In 2009, President Barack Obama deployed 30,000 troops to Afghanistan in what would later be dubbed “the longest war.” The men who sacrificed their lives provide the title for the documentary, “Father, Soldier, Son,” which questions whether leaving one’s family for months or years (or forever) is worth it?  

Directors Leslye Davis and Catrin Einhorn draw from one man’s journey—and, more importantly, interviews with his family—to explain the toll war can take on a military household. Brian Eisch, 36, is a platoon sergeant serving a year in Afghanistan. He’s also a single father with two sons who adore, treasure, and admire him. Moments before their dad arrives at an airport on leave, the jittery Joey, 7, and the nervous Issac, 12, take command of a terminal. “Hold that sign up!” Joey barks at a family member. “Look happy, look happy!” yells Isaac. But those tough facades melt into a puddle of tears when they jump into dad’s outstretched arms. It’s a bear hug you will never forget, and one of the most moving scenes in the entire film. 

Produced by The New York Times and filmed by its directors, “Father, Soldier, Son” follows Brian over the course of ten years. Einhorn first met Brian while working on a multimedia project, “A Year at War,” and thought the charismatic soldier was worthy of his own documentary. He was right. Brian is indeed a charismatic subject, as seen fishing and wrestling with his two sons while on leave. But Einhorn couldn’t have predicted what comes next. What at first seems like a shout-out to the ambitious (and very funny) Brian soon becomes a cathartic exploration of identity, family, and sacrifice.  

When Brian returns home a second time, he has been badly wounded, with a shattered leg and battered ego. He struggles with being “not mission capable,” and the boys don’t understand how “super-hero dad” lost his leg. “It’s hard thinking he actually got shot from a real bullet, from a real gun,” says Joey. The access to Brian’s family and the vérité approach used by the filmmakers creates the feeling that we are growing up with Joey, Isaac, and Brian. Over a decade, we watch the boys age and the years pass.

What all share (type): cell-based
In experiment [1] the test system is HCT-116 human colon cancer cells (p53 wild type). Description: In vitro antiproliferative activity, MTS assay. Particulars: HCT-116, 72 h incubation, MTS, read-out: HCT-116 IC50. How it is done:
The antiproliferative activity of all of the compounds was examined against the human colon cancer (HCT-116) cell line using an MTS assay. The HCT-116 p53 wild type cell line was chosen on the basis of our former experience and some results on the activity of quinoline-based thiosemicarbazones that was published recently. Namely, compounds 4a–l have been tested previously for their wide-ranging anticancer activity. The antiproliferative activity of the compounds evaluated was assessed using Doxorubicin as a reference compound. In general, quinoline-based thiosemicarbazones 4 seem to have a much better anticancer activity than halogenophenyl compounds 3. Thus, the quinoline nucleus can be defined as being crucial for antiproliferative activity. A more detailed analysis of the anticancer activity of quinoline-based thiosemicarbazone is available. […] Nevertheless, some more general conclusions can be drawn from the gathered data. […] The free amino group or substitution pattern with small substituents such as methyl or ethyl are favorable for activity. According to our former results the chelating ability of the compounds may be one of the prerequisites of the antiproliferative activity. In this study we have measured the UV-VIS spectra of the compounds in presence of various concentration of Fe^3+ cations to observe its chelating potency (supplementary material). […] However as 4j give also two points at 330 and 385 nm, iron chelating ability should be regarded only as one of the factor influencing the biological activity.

The film makes a point to explore the big moments in life, as well as the little ones. Brian’s girlfriend, Maria, enters the picture, along with her son, Jordan. She helps Brian get back on his feet, taking him on walks in small yet beautiful moments. Brian’s depression isn’t handled as well by the boys, who set on different courses. Joey is all about that army life. Isaac makes plans for college and cries when Brian says he won’t make it. While there’s something powerful about seeing real tears and genuine emotion on screen, it’s distressing watching moments when a family member passes or when Brian makes Joey cry in a wrestling match. The camera doesn’t flinch during these scenes; it lingers on shots of eyes watering up or strangers rudely staring at Brian’s missing leg. 

“Was it worth it?” one stranger asks. Brian looks down at his amputated leg, gives himself a second to think, and replies, “Hell yeah, it was worth it.” You can imagine the sorrow that flashed before his eyes in that single second, all the things he lost over his ten-year journey. But you can also imagine all the good things—his boys at the airport and Maria’s unwavering support every step of the way. “Father, Soldier, Son” doesn’t show bias toward the highs or the lows. Rather, it depicts Brian’s life as a mixture of love and loss, pain and recovery, birth, death, and rebirth. What emerges is an unforgettable portrait of a life in flux. [B+]

“Father, Soldier, Son” is available to stream now on Netflix.